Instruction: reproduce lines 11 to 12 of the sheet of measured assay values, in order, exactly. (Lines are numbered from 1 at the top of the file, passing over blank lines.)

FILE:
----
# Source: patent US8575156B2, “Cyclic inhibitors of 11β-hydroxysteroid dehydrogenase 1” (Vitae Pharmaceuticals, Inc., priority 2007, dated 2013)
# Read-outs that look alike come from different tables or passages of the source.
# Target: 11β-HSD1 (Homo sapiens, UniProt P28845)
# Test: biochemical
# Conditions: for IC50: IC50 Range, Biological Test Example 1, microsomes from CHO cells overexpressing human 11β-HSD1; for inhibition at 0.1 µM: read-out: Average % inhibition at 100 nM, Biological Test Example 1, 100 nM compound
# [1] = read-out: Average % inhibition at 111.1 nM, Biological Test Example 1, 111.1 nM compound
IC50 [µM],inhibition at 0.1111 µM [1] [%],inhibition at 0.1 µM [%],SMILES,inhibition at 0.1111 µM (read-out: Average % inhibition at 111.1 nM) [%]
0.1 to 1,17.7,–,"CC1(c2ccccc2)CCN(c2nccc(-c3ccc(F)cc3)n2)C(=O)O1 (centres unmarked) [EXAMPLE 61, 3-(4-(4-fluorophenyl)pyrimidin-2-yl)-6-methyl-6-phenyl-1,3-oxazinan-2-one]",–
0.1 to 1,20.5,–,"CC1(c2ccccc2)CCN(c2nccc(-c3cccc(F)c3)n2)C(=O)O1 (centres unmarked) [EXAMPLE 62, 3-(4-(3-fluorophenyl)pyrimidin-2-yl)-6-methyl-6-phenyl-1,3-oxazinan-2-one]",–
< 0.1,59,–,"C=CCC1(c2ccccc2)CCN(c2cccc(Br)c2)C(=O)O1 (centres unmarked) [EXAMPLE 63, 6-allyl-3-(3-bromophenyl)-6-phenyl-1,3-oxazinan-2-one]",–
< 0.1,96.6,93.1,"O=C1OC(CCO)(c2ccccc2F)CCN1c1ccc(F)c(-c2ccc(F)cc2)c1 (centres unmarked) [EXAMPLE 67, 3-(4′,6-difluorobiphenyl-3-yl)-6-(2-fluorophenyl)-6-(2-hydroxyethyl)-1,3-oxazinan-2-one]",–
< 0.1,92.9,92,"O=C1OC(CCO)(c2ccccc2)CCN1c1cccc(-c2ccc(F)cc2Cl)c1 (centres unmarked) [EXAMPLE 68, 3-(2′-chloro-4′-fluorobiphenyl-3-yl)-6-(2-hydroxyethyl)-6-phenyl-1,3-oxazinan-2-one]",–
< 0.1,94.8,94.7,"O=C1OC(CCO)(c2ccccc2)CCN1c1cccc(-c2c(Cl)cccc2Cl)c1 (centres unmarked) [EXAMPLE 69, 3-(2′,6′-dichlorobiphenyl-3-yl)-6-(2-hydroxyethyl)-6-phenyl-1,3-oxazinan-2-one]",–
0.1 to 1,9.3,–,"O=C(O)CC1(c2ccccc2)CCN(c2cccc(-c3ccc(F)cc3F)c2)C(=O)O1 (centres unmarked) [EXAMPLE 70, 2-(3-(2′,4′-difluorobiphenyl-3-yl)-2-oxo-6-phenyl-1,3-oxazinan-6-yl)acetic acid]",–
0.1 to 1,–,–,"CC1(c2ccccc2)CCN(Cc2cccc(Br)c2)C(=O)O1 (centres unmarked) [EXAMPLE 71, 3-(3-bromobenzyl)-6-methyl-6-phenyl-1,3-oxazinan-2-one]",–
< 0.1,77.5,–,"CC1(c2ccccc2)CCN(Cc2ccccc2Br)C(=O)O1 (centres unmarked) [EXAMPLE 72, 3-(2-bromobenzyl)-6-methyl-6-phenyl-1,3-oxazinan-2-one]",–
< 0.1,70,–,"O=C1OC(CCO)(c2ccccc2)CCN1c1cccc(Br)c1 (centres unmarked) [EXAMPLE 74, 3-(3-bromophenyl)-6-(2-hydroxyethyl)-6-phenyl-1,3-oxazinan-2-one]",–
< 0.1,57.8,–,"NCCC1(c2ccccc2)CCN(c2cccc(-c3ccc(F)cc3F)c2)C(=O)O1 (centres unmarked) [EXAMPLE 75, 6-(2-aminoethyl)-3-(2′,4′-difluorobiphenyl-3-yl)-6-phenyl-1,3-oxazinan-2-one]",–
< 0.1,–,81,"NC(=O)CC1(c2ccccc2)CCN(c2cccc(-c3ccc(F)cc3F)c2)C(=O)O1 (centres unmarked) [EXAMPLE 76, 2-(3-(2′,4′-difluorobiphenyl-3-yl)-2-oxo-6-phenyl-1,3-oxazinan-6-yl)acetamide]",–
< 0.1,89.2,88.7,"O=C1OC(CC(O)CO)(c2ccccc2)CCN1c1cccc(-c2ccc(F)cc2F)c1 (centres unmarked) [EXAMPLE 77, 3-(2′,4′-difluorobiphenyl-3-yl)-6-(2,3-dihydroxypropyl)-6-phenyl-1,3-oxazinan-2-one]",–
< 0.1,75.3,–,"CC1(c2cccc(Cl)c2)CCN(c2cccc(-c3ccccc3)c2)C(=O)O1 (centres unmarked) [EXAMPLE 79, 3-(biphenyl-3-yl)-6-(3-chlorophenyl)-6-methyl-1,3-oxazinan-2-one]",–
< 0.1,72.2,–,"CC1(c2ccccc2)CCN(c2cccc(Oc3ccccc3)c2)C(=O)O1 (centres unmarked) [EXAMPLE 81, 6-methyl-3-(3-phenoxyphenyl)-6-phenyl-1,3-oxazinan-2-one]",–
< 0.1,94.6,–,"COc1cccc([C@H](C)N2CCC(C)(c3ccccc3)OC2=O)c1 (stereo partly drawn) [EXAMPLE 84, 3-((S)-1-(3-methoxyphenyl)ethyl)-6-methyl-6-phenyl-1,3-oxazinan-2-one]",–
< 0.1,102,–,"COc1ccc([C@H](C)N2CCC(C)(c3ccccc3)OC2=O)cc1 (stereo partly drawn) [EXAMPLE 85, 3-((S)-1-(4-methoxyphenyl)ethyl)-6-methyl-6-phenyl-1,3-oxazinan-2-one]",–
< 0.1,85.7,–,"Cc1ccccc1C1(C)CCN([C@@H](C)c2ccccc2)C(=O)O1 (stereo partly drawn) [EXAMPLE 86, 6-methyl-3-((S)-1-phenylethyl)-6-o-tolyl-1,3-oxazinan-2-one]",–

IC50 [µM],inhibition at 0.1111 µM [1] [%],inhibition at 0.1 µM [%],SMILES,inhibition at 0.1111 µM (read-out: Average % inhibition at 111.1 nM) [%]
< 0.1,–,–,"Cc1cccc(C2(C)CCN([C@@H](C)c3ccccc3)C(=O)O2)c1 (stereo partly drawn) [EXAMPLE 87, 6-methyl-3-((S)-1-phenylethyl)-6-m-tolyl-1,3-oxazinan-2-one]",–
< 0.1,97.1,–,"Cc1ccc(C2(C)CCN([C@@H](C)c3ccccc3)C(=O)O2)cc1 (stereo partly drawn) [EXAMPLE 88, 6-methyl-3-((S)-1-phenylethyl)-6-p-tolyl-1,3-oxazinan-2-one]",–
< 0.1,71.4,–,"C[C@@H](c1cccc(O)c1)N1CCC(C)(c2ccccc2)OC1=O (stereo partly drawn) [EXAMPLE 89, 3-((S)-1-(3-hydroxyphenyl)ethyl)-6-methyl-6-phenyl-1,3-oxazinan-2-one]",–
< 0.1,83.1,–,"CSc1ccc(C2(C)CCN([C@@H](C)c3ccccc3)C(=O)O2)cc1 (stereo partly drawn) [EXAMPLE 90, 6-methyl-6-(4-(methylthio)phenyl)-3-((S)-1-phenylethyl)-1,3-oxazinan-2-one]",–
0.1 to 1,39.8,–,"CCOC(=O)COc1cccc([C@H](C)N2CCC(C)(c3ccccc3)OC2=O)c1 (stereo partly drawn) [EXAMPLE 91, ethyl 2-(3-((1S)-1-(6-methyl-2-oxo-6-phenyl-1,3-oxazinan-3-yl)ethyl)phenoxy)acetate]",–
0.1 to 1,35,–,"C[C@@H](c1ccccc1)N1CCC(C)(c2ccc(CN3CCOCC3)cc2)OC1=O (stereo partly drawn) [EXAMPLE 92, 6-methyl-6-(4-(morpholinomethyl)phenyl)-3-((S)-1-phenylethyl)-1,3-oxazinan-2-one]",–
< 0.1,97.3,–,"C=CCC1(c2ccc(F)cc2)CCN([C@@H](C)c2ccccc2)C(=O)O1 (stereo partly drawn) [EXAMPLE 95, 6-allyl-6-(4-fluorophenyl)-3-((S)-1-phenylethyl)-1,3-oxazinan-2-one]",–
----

< 0.1,96.6,93.1,"O=C1OC(CCO)(c2ccccc2F)CCN1c1ccc(F)c(-c2ccc(F)cc2)c1 (centres unmarked) [EXAMPLE 67, 3-(4′,6-difluorobiphenyl-3-yl)-6-(2-fluorophenyl)-6-(2-hydroxyethyl)-1,3-oxazinan-2-one]",–
< 0.1,92.9,92,"O=C1OC(CCO)(c2ccccc2)CCN1c1cccc(-c2ccc(F)cc2Cl)c1 (centres unmarked) [EXAMPLE 68, 3-(2′-chloro-4′-fluorobiphenyl-3-yl)-6-(2-hydroxyethyl)-6-phenyl-1,3-oxazinan-2-one]",–